NEW DELHI (Reuters) - India’s army chief said on Tuesday he expected talks with China will lead to an amicable solution to the Himalayan border crisis which escalated after a fight in which 20 Indian soldiers were killed last year.
General Manoj Mukund Naravane said Indian and Chinese troops were holding their positions, although Chinese troops had pulled back from some training areas on the adjacent Tibetan plateau.
“If the talks get prolonged, so be it,” he told reporters in an annual briefing on the situation in India’s Ladakh region, in the country’s northern tip.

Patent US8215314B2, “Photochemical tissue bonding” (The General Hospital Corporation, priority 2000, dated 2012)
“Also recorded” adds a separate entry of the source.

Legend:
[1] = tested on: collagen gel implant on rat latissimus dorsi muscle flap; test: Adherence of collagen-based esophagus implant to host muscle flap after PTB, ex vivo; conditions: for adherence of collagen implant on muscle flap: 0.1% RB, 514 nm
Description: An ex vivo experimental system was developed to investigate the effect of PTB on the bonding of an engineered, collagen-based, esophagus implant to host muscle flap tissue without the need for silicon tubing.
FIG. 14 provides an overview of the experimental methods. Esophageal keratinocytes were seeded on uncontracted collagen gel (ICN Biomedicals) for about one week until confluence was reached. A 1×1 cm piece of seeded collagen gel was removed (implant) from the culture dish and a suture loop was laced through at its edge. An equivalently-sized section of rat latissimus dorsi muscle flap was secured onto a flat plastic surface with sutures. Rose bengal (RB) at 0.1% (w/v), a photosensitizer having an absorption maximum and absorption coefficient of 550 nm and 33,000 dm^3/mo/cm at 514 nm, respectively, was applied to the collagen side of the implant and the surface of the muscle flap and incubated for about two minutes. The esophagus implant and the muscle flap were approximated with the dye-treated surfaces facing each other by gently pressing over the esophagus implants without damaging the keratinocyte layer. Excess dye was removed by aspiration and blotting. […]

“We are prepared to hold our ground where we are, for as long as it takes, to achieve our national goals and interests.”
Several rounds of talks have so far made little headway in deflating tensions over the disputed border.
Naravane said he expected another round of talks soon.
The nuclear-armed neighbours moved thousands of additional troops to the Ladakh area since the clash in June last year, the worst between India and China in more than four decades.
India’s Foreign Minister Subrahmanyam Jaishankar said on Tuesday that trust with China had been deeply impaired.
“After 45 years, you’ve actually had bloodshed on the border,” Jaishankar told the Reuters Next conference.
“And that’s had a huge impact on public opinion and politically. ...really the impact of trust and confidence in India where China and their relationship is concerned. That has been profoundly disturbed.”
Reporting by Devjyot Ghoshal; Editing by Himani Sarkar and Michael Perry
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